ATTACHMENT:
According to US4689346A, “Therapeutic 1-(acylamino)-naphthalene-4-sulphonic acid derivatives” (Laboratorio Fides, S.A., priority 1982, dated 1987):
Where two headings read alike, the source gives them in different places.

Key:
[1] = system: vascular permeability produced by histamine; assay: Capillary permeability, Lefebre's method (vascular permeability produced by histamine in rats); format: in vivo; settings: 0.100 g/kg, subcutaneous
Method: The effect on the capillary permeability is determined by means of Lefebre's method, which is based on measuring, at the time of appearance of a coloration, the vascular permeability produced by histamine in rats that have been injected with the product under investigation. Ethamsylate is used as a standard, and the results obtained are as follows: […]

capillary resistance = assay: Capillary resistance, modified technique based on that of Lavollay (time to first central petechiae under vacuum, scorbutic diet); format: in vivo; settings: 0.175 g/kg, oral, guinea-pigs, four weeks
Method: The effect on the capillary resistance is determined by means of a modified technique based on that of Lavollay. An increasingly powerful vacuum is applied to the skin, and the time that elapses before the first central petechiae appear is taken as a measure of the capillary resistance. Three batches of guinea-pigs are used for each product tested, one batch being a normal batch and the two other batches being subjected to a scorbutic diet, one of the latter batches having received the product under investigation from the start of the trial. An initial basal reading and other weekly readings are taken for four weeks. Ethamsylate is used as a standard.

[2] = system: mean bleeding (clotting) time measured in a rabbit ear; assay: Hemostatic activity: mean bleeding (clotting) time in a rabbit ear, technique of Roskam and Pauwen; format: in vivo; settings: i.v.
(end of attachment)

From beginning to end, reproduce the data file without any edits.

According to US4689346A, “Therapeutic 1-(acylamino)-naphthalene-4-sulphonic acid derivatives” (Laboratorio Fides, S.A., priority 1982, dated 1987):
Where two headings read alike, the source gives them in different places.

Key:
[1] = system: vascular permeability produced by histamine; assay: Capillary permeability, Lefebre's method (vascular permeability produced by histamine in rats); format: in vivo; settings: 0.100 g/kg, subcutaneous
Method: The effect on the capillary permeability is determined by means of Lefebre's method, which is based on measuring, at the time of appearance of a coloration, the vascular permeability produced by histamine in rats that have been injected with the product under investigation. Ethamsylate is used as a standard, and the results obtained are as follows: […]

capillary resistance = assay: Capillary resistance, modified technique based on that of Lavollay (time to first central petechiae under vacuum, scorbutic diet); format: in vivo; settings: 0.175 g/kg, oral, guinea-pigs, four weeks
Method: The effect on the capillary resistance is determined by means of a modified technique based on that of Lavollay. An increasingly powerful vacuum is applied to the skin, and the time that elapses before the first central petechiae appear is taken as a measure of the capillary resistance. Three batches of guinea-pigs are used for each product tested, one batch being a normal batch and the two other batches being subjected to a scorbutic diet, one of the latter batches having received the product under investigation from the start of the trial. An initial basal reading and other weekly readings are taken for four weeks. Ethamsylate is used as a standard.

[2] = system: mean bleeding (clotting) time measured in a rabbit ear; assay: Hemostatic activity: mean bleeding (clotting) time in a rabbit ear, technique of Roskam and Pauwen; format: in vivo; settings: i.v.